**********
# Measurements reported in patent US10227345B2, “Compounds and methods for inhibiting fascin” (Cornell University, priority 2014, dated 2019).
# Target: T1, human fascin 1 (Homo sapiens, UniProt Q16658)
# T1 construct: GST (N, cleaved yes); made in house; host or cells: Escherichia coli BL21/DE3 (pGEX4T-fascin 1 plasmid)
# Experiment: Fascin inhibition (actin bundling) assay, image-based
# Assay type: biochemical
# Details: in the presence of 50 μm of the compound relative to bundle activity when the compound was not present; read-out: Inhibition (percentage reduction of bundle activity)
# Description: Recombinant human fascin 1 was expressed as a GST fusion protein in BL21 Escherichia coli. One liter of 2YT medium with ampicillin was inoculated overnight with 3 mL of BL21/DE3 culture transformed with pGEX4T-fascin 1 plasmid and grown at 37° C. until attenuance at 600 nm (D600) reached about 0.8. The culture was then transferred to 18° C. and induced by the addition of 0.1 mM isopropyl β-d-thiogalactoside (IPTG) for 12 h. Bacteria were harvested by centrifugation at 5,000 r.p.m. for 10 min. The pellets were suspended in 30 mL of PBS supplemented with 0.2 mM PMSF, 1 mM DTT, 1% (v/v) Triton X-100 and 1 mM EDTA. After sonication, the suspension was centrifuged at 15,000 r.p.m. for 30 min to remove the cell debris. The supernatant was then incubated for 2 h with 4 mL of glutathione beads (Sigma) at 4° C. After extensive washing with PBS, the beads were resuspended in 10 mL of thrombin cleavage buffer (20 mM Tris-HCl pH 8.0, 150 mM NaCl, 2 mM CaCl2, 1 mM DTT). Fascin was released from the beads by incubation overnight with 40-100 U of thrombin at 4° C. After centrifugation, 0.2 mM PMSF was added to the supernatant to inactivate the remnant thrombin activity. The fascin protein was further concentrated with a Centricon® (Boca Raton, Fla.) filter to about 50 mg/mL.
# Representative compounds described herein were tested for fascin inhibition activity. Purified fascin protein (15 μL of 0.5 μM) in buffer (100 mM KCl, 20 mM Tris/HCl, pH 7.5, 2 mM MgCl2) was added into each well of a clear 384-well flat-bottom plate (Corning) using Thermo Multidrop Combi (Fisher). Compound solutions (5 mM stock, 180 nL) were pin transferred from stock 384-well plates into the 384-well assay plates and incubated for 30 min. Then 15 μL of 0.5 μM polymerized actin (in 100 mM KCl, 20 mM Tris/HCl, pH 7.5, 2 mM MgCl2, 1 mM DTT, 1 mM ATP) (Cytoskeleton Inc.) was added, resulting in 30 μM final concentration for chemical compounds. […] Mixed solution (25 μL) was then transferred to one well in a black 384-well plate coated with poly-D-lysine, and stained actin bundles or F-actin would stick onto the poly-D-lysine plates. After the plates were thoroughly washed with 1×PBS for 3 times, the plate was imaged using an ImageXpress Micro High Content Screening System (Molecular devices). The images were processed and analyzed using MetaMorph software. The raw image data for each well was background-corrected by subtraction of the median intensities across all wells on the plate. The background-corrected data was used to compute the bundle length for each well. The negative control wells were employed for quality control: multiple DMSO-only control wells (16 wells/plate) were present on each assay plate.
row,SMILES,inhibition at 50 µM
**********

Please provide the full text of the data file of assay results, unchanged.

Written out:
# Measurements reported in patent US10227345B2, “Compounds and methods for inhibiting fascin” (Cornell University, priority 2014, dated 2019).
# Target: T1, human fascin 1 (Homo sapiens, UniProt Q16658)
# T1 construct: GST (N, cleaved yes); made in house; host or cells: Escherichia coli BL21/DE3 (pGEX4T-fascin 1 plasmid)
# Experiment: Fascin inhibition (actin bundling) assay, image-based
# Assay type: biochemical
# Details: in the presence of 50 μm of the compound relative to bundle activity when the compound was not present; read-out: Inhibition (percentage reduction of bundle activity)
# Description: Recombinant human fascin 1 was expressed as a GST fusion protein in BL21 Escherichia coli. One liter of 2YT medium with ampicillin was inoculated overnight with 3 mL of BL21/DE3 culture transformed with pGEX4T-fascin 1 plasmid and grown at 37° C. until attenuance at 600 nm (D600) reached about 0.8. The culture was then transferred to 18° C. and induced by the addition of 0.1 mM isopropyl β-d-thiogalactoside (IPTG) for 12 h. Bacteria were harvested by centrifugation at 5,000 r.p.m. for 10 min. The pellets were suspended in 30 mL of PBS supplemented with 0.2 mM PMSF, 1 mM DTT, 1% (v/v) Triton X-100 and 1 mM EDTA. After sonication, the suspension was centrifuged at 15,000 r.p.m. for 30 min to remove the cell debris. The supernatant was then incubated for 2 h with 4 mL of glutathione beads (Sigma) at 4° C. After extensive washing with PBS, the beads were resuspended in 10 mL of thrombin cleavage buffer (20 mM Tris-HCl pH 8.0, 150 mM NaCl, 2 mM CaCl2, 1 mM DTT). Fascin was released from the beads by incubation overnight with 40-100 U of thrombin at 4° C. After centrifugation, 0.2 mM PMSF was added to the supernatant to inactivate the remnant thrombin activity. The fascin protein was further concentrated with a Centricon® (Boca Raton, Fla.) filter to about 50 mg/mL.
# Representative compounds described herein were tested for fascin inhibition activity. Purified fascin protein (15 μL of 0.5 μM) in buffer (100 mM KCl, 20 mM Tris/HCl, pH 7.5, 2 mM MgCl2) was added into each well of a clear 384-well flat-bottom plate (Corning) using Thermo Multidrop Combi (Fisher). Compound solutions (5 mM stock, 180 nL) were pin transferred from stock 384-well plates into the 384-well assay plates and incubated for 30 min. Then 15 μL of 0.5 μM polymerized actin (in 100 mM KCl, 20 mM Tris/HCl, pH 7.5, 2 mM MgCl2, 1 mM DTT, 1 mM ATP) (Cytoskeleton Inc.) was added, resulting in 30 μM final concentration for chemical compounds. […] Mixed solution (25 μL) was then transferred to one well in a black 384-well plate coated with poly-D-lysine, and stained actin bundles or F-actin would stick onto the poly-D-lysine plates. After the plates were thoroughly washed with 1×PBS for 3 times, the plate was imaged using an ImageXpress Micro High Content Screening System (Molecular devices). The images were processed and analyzed using MetaMorph software. The raw image data for each well was background-corrected by subtraction of the median intensities across all wells on the plate. The background-corrected data was used to compute the bundle length for each well. The negative control wells were employed for quality control: multiple DMSO-only control wells (16 wells/plate) were present on each assay plate.
row,SMILES,inhibition at 50 µM